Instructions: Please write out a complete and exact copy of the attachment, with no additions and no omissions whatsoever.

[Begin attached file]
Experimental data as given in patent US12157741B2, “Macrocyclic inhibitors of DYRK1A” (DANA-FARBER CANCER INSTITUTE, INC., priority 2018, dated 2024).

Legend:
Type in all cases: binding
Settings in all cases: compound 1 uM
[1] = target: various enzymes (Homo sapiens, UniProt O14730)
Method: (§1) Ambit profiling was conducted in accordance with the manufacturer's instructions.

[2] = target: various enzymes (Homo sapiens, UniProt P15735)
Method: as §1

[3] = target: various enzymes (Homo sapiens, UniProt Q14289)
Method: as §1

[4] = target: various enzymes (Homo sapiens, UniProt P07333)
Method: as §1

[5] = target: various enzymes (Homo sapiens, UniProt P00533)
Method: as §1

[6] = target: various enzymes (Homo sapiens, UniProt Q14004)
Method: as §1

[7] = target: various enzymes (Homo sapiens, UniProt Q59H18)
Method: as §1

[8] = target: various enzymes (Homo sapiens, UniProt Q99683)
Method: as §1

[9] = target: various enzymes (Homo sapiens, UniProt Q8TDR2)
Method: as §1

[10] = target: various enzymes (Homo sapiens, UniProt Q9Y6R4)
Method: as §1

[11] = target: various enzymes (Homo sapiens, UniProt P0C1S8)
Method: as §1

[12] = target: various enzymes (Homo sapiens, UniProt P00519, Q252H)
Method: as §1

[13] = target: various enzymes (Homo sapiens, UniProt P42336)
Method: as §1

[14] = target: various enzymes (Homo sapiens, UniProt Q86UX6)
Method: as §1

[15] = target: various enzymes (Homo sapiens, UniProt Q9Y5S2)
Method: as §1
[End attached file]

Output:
Experimental data as given in patent US12157741B2, “Macrocyclic inhibitors of DYRK1A” (DANA-FARBER CANCER INSTITUTE, INC., priority 2018, dated 2024).

Legend:
Type in all cases: binding
Settings in all cases: compound 1 uM
[1] = target: various enzymes (Homo sapiens, UniProt O14730)
Method: (§1) Ambit profiling was conducted in accordance with the manufacturer's instructions.

[2] = target: various enzymes (Homo sapiens, UniProt P15735)
Method: as §1

[3] = target: various enzymes (Homo sapiens, UniProt Q14289)
Method: as §1

[4] = target: various enzymes (Homo sapiens, UniProt P07333)
Method: as §1

[5] = target: various enzymes (Homo sapiens, UniProt P00533)
Method: as §1

[6] = target: various enzymes (Homo sapiens, UniProt Q14004)
Method: as §1

[7] = target: various enzymes (Homo sapiens, UniProt Q59H18)
Method: as §1

[8] = target: various enzymes (Homo sapiens, UniProt Q99683)
Method: as §1

[9] = target: various enzymes (Homo sapiens, UniProt Q8TDR2)
Method: as §1

[10] = target: various enzymes (Homo sapiens, UniProt Q9Y6R4)
Method: as §1

[11] = target: various enzymes (Homo sapiens, UniProt P0C1S8)
Method: as §1

[12] = target: various enzymes (Homo sapiens, UniProt P00519, Q252H)
Method: as §1

[13] = target: various enzymes (Homo sapiens, UniProt P42336)
Method: as §1

[14] = target: various enzymes (Homo sapiens, UniProt Q86UX6)
Method: as §1

[15] = target: various enzymes (Homo sapiens, UniProt Q9Y5S2)
Method: as §1